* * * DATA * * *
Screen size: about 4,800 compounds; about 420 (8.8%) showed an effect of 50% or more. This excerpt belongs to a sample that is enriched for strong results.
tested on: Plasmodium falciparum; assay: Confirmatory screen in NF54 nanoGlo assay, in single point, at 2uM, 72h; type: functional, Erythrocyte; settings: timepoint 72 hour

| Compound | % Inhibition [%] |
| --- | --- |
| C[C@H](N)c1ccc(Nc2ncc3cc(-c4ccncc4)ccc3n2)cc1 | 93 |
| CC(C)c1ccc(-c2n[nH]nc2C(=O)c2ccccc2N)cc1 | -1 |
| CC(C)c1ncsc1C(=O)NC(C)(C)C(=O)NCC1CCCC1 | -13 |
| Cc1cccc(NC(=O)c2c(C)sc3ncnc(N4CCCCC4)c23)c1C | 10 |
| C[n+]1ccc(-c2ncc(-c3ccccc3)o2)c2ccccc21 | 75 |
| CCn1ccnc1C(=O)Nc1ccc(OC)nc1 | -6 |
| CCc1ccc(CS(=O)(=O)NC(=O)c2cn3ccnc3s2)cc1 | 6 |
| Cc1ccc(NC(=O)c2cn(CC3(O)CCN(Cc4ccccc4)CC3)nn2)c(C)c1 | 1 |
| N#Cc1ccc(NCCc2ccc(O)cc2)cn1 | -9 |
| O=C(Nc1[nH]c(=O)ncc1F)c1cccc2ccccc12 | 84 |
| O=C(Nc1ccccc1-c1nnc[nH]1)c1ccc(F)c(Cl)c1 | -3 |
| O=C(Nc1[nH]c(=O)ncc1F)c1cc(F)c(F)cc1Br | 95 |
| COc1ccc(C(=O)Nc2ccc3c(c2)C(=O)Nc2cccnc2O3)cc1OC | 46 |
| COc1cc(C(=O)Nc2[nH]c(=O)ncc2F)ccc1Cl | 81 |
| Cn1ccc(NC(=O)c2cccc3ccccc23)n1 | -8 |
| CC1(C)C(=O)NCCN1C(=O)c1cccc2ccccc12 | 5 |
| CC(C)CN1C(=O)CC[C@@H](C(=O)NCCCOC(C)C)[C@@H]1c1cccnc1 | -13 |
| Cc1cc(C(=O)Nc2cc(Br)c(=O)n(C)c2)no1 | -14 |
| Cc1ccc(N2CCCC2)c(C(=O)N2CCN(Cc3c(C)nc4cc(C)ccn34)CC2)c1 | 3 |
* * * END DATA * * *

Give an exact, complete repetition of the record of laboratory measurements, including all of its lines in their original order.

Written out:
Screen size: about 4,800 compounds; about 420 (8.8%) showed an effect of 50% or more. This excerpt belongs to a sample that is enriched for strong results.
tested on: Plasmodium falciparum; assay: Confirmatory screen in NF54 nanoGlo assay, in single point, at 2uM, 72h; type: functional, Erythrocyte; settings: timepoint 72 hour

| Compound | % Inhibition [%] |
| --- | --- |
| C[C@H](N)c1ccc(Nc2ncc3cc(-c4ccncc4)ccc3n2)cc1 | 93 |
| CC(C)c1ccc(-c2n[nH]nc2C(=O)c2ccccc2N)cc1 | -1 |
| CC(C)c1ncsc1C(=O)NC(C)(C)C(=O)NCC1CCCC1 | -13 |
| Cc1cccc(NC(=O)c2c(C)sc3ncnc(N4CCCCC4)c23)c1C | 10 |
| C[n+]1ccc(-c2ncc(-c3ccccc3)o2)c2ccccc21 | 75 |
| CCn1ccnc1C(=O)Nc1ccc(OC)nc1 | -6 |
| CCc1ccc(CS(=O)(=O)NC(=O)c2cn3ccnc3s2)cc1 | 6 |
| Cc1ccc(NC(=O)c2cn(CC3(O)CCN(Cc4ccccc4)CC3)nn2)c(C)c1 | 1 |
| N#Cc1ccc(NCCc2ccc(O)cc2)cn1 | -9 |
| O=C(Nc1[nH]c(=O)ncc1F)c1cccc2ccccc12 | 84 |
| O=C(Nc1ccccc1-c1nnc[nH]1)c1ccc(F)c(Cl)c1 | -3 |
| O=C(Nc1[nH]c(=O)ncc1F)c1cc(F)c(F)cc1Br | 95 |
| COc1ccc(C(=O)Nc2ccc3c(c2)C(=O)Nc2cccnc2O3)cc1OC | 46 |
| COc1cc(C(=O)Nc2[nH]c(=O)ncc2F)ccc1Cl | 81 |
| Cn1ccc(NC(=O)c2cccc3ccccc23)n1 | -8 |
| CC1(C)C(=O)NCCN1C(=O)c1cccc2ccccc12 | 5 |
| CC(C)CN1C(=O)CC[C@@H](C(=O)NCCCOC(C)C)[C@@H]1c1cccnc1 | -13 |
| Cc1cc(C(=O)Nc2cc(Br)c(=O)n(C)c2)no1 | -14 |
| Cc1ccc(N2CCCC2)c(C(=O)N2CCN(Cc3c(C)nc4cc(C)ccn34)CC2)c1 | 3 |